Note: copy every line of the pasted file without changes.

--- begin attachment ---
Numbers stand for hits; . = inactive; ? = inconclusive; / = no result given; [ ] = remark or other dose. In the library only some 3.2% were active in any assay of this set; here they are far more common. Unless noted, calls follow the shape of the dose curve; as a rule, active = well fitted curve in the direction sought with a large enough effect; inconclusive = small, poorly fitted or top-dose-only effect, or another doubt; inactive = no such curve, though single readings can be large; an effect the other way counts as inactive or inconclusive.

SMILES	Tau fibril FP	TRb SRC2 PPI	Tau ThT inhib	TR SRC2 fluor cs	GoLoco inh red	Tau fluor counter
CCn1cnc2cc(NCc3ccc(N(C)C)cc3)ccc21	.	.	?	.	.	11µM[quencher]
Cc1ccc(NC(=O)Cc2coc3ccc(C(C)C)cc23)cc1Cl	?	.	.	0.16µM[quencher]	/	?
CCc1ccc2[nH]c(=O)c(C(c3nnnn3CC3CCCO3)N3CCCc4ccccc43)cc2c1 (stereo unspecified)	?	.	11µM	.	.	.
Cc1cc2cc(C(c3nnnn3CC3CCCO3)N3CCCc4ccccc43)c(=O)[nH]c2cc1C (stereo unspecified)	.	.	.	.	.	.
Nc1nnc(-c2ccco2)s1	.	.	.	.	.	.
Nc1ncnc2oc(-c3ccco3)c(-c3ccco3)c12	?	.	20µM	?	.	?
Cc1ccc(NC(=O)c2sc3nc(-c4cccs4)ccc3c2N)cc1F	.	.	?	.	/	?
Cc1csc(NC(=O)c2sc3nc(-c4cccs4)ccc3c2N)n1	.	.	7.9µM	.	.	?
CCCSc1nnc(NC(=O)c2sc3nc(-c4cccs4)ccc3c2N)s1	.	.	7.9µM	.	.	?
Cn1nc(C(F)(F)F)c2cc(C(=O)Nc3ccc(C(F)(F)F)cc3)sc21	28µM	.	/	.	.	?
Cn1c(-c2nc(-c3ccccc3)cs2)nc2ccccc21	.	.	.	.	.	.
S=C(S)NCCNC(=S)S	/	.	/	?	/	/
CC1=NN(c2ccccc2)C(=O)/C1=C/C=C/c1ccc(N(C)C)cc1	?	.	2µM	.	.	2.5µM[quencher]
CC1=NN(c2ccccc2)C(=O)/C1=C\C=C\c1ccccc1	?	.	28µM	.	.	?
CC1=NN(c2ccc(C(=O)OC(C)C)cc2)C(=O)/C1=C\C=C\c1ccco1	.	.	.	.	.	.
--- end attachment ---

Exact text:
Numbers stand for hits; . = inactive; ? = inconclusive; / = no result given; [ ] = remark or other dose. In the library only some 3.2% were active in any assay of this set; here they are far more common. Unless noted, calls follow the shape of the dose curve; as a rule, active = well fitted curve in the direction sought with a large enough effect; inconclusive = small, poorly fitted or top-dose-only effect, or another doubt; inactive = no such curve, though single readings can be large; an effect the other way counts as inactive or inconclusive.

SMILES	Tau fibril FP	TRb SRC2 PPI	Tau ThT inhib	TR SRC2 fluor cs	GoLoco inh red	Tau fluor counter
CCn1cnc2cc(NCc3ccc(N(C)C)cc3)ccc21	.	.	?	.	.	11µM[quencher]
Cc1ccc(NC(=O)Cc2coc3ccc(C(C)C)cc23)cc1Cl	?	.	.	0.16µM[quencher]	/	?
CCc1ccc2[nH]c(=O)c(C(c3nnnn3CC3CCCO3)N3CCCc4ccccc43)cc2c1 (stereo unspecified)	?	.	11µM	.	.	.
Cc1cc2cc(C(c3nnnn3CC3CCCO3)N3CCCc4ccccc43)c(=O)[nH]c2cc1C (stereo unspecified)	.	.	.	.	.	.
Nc1nnc(-c2ccco2)s1	.	.	.	.	.	.
Nc1ncnc2oc(-c3ccco3)c(-c3ccco3)c12	?	.	20µM	?	.	?
Cc1ccc(NC(=O)c2sc3nc(-c4cccs4)ccc3c2N)cc1F	.	.	?	.	/	?
Cc1csc(NC(=O)c2sc3nc(-c4cccs4)ccc3c2N)n1	.	.	7.9µM	.	.	?
CCCSc1nnc(NC(=O)c2sc3nc(-c4cccs4)ccc3c2N)s1	.	.	7.9µM	.	.	?
Cn1nc(C(F)(F)F)c2cc(C(=O)Nc3ccc(C(F)(F)F)cc3)sc21	28µM	.	/	.	.	?
Cn1c(-c2nc(-c3ccccc3)cs2)nc2ccccc21	.	.	.	.	.	.
S=C(S)NCCNC(=S)S	/	.	/	?	/	/
CC1=NN(c2ccccc2)C(=O)/C1=C/C=C/c1ccc(N(C)C)cc1	?	.	2µM	.	.	2.5µM[quencher]
CC1=NN(c2ccccc2)C(=O)/C1=C\C=C\c1ccccc1	?	.	28µM	.	.	?
CC1=NN(c2ccc(C(=O)OC(C)C)cc2)C(=O)/C1=C\C=C\c1ccco1	.	.	.	.	.	.